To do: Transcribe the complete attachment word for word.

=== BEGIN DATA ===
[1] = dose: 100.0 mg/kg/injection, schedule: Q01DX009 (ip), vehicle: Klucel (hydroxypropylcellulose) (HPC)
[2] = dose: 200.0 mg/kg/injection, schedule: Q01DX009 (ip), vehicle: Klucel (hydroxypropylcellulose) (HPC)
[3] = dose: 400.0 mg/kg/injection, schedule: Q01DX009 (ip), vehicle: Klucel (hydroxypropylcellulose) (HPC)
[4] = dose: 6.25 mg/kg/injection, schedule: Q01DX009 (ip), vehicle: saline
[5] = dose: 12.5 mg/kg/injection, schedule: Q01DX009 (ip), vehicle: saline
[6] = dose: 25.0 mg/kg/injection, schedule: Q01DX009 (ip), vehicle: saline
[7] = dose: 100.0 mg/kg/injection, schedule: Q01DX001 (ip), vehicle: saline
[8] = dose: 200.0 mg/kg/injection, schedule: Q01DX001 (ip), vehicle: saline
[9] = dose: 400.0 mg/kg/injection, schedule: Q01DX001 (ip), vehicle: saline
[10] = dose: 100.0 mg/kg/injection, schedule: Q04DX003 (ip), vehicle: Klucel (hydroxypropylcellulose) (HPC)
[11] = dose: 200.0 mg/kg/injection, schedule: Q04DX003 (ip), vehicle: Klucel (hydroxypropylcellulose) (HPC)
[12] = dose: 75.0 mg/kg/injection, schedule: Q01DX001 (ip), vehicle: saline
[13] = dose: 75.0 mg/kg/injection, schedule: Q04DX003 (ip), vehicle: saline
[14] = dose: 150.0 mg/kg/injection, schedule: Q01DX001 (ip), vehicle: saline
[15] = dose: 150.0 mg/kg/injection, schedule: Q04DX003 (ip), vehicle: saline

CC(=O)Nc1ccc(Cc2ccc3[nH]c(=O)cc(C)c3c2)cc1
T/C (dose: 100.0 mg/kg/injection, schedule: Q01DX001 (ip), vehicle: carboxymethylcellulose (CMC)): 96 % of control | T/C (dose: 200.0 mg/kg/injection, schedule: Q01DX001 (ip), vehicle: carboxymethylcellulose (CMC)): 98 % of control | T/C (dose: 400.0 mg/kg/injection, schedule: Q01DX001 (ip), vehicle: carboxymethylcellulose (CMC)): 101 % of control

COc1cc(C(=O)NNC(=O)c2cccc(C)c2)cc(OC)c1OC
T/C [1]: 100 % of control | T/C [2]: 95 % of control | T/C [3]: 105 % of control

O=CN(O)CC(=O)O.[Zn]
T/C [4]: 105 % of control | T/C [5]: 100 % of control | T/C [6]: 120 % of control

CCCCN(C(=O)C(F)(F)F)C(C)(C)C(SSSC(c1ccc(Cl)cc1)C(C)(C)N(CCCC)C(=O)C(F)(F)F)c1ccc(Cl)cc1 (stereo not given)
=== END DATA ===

[1] = dose: 100.0 mg/kg/injection, schedule: Q01DX009 (ip), vehicle: Klucel (hydroxypropylcellulose) (HPC)
[2] = dose: 200.0 mg/kg/injection, schedule: Q01DX009 (ip), vehicle: Klucel (hydroxypropylcellulose) (HPC)
[3] = dose: 400.0 mg/kg/injection, schedule: Q01DX009 (ip), vehicle: Klucel (hydroxypropylcellulose) (HPC)
[4] = dose: 6.25 mg/kg/injection, schedule: Q01DX009 (ip), vehicle: saline
[5] = dose: 12.5 mg/kg/injection, schedule: Q01DX009 (ip), vehicle: saline
[6] = dose: 25.0 mg/kg/injection, schedule: Q01DX009 (ip), vehicle: saline
[7] = dose: 100.0 mg/kg/injection, schedule: Q01DX001 (ip), vehicle: saline
[8] = dose: 200.0 mg/kg/injection, schedule: Q01DX001 (ip), vehicle: saline
[9] = dose: 400.0 mg/kg/injection, schedule: Q01DX001 (ip), vehicle: saline
[10] = dose: 100.0 mg/kg/injection, schedule: Q04DX003 (ip), vehicle: Klucel (hydroxypropylcellulose) (HPC)
[11] = dose: 200.0 mg/kg/injection, schedule: Q04DX003 (ip), vehicle: Klucel (hydroxypropylcellulose) (HPC)
[12] = dose: 75.0 mg/kg/injection, schedule: Q01DX001 (ip), vehicle: saline
[13] = dose: 75.0 mg/kg/injection, schedule: Q04DX003 (ip), vehicle: saline
[14] = dose: 150.0 mg/kg/injection, schedule: Q01DX001 (ip), vehicle: saline
[15] = dose: 150.0 mg/kg/injection, schedule: Q04DX003 (ip), vehicle: saline

CC(=O)Nc1ccc(Cc2ccc3[nH]c(=O)cc(C)c3c2)cc1
T/C (dose: 100.0 mg/kg/injection, schedule: Q01DX001 (ip), vehicle: carboxymethylcellulose (CMC)): 96 % of control | T/C (dose: 200.0 mg/kg/injection, schedule: Q01DX001 (ip), vehicle: carboxymethylcellulose (CMC)): 98 % of control | T/C (dose: 400.0 mg/kg/injection, schedule: Q01DX001 (ip), vehicle: carboxymethylcellulose (CMC)): 101 % of control

COc1cc(C(=O)NNC(=O)c2cccc(C)c2)cc(OC)c1OC
T/C [1]: 100 % of control | T/C [2]: 95 % of control | T/C [3]: 105 % of control

O=CN(O)CC(=O)O.[Zn]
T/C [4]: 105 % of control | T/C [5]: 100 % of control | T/C [6]: 120 % of control

CCCCN(C(=O)C(F)(F)F)C(C)(C)C(SSSC(c1ccc(Cl)cc1)C(C)(C)N(CCCC)C(=O)C(F)(F)F)c1ccc(Cl)cc1 (stereo not given)